Krause B.R.,AlphaCore Pharma | Remaley A.T.,U.S. National Institutes of Health
Current Opinion in Lipidology | Year: 2013

PURPOSE OF REVIEW: New therapeutic strategies are needed for the rapid stabilization of acute coronary syndrome (ACS) patients by treating nonculprit lesions. Reconstituted HDL (rHDL), which is apoA-I combined with phospholipids, is currently being tested in clinical trials for this purpose and is the subject of this review. RECENT FINDINGS: At least four different formulations (SRC-rHDL, CSL-111, CSL-112 and ETC-216) have been tested in clinical trials. The various rHDL preparations have been shown to be effective in the rapid mobilization of excess cholesterol from cells and in regressing atherosclerotic plaques in animal models. Two of the rHDL agents, namely ETC-216 and CSL-111, have been shown to be effective after only a few treatments in reducing plaque volume in ACS patients, as assessed by intravascular ultrasound, but no clinical trials assessing clinical endpoints have yet been completed. SUMMARY: rHDL is a promising new potential therapy for ACS patients, but much work remains to be done, and there are many unresolved questions. Progress in developing rHDL into a therapy will depend on improving our understanding of their mechanism of action, determining the optimum formulation and delivery and how to monitor rHDL therapy. © 2013 Wolters Kluwer Health | Lippincott Williams & Wilkins.

Homan R.,AlphaCore Pharma | Esmaeil N.,AlphaCore Pharma | Mendelsohn L.,U.S. National Institutes of Health | Kato G.J.,U.S. National Institutes of Health
Analytical Biochemistry | Year: 2013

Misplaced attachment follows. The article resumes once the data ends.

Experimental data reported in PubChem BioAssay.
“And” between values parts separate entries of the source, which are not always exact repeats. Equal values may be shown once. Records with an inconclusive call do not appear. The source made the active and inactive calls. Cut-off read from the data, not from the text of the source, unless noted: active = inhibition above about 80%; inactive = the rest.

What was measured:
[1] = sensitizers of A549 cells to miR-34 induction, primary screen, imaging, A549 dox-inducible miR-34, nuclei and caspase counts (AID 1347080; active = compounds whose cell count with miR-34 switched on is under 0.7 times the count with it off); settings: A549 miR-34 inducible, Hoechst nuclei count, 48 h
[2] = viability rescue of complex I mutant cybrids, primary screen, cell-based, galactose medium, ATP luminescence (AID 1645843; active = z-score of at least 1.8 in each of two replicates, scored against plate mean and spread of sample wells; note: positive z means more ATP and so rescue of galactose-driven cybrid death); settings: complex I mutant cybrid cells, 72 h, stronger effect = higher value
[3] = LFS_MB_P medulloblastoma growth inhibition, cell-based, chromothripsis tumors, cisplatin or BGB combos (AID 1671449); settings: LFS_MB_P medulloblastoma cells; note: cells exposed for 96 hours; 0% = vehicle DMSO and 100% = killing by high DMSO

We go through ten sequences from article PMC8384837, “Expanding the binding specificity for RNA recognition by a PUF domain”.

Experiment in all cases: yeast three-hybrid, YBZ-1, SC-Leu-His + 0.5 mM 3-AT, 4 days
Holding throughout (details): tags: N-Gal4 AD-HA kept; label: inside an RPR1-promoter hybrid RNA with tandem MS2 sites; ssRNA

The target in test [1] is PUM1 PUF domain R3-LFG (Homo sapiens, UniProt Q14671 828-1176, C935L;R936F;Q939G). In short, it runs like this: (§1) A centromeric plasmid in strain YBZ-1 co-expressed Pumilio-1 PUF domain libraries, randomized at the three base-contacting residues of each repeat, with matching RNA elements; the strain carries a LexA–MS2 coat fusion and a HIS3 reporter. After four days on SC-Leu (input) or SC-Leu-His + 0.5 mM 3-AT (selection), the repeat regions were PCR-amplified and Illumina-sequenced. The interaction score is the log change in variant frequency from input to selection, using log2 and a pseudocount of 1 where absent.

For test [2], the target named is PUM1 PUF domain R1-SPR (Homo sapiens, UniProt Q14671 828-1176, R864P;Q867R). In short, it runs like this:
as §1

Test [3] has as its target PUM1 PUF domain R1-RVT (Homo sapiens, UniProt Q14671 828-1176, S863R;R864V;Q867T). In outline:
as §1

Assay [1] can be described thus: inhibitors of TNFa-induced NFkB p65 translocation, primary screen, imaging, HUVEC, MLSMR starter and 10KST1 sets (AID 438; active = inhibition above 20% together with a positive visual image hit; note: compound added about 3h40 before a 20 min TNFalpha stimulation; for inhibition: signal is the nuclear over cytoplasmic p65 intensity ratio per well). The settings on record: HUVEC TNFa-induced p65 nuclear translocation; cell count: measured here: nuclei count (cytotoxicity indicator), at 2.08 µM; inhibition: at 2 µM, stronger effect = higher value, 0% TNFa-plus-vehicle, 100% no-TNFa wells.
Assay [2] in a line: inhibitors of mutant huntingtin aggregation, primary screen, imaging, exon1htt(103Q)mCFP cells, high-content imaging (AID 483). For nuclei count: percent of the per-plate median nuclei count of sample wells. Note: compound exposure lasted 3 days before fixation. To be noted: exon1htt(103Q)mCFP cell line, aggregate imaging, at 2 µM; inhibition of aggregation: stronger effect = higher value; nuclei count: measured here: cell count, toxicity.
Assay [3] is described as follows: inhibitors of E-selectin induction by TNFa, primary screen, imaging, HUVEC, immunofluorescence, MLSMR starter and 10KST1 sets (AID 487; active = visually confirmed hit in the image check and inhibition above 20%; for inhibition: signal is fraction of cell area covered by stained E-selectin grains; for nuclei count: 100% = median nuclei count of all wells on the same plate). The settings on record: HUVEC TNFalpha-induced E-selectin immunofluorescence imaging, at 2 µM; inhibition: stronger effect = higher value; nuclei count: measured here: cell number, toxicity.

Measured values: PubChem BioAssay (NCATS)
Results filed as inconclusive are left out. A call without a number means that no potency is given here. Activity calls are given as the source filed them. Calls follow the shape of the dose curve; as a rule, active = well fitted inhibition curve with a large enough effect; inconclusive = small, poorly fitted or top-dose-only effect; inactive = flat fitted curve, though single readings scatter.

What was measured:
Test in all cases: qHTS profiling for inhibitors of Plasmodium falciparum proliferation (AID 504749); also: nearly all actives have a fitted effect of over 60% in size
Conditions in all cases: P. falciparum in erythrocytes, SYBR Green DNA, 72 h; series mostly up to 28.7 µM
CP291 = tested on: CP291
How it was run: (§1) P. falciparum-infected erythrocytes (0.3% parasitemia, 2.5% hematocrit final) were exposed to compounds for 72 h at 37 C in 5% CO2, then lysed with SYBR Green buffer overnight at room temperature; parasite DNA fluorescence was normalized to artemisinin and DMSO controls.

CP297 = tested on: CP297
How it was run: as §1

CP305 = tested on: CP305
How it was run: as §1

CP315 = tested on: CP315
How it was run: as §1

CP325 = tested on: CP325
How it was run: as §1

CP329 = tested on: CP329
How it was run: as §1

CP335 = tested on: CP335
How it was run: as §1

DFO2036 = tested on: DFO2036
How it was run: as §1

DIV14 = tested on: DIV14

We describe a simple but sensitive fluorescence method to accurately detect the esterification activity of lecithin:Cholesterol acyltransferase (LCAT). The new assay protocol employs a convenient mix, incubate, and measure scheme. This is possible by using the fluorescent sterol dehydroergosterol (DHE) in place of cholesterol as the LCAT substrate. The assay method is further enhanced by incorporation of an amphiphilic peptide in place of apolipoprotein A-I as the lipid emulsifier and LCAT activator. Specific fluorescence detection of DHE ester synthesis is achieved by employing cholesterol oxidase to selectively render unesterified DHE nonfluorescent. The assay accurately detects LCAT activity in buffer and in plasma that is depleted of apolipoprotein B lipoproteins by selective precipitation. Analysis of LCAT activity in plasmas from control subjects and sickle cell disease (SCD) patients confirms previous reports of reduced LCAT activity in SCD and demonstrates a strong correlation between plasma LCAT activity and LCAT content. The fluorescent assay combines the sensitivity of radiochemical assays with the simplicity of nonradiochemical assays to obtain accurate and robust measurement of LCAT esterification activity. © 2013 Elsevier Inc. All rights reserved.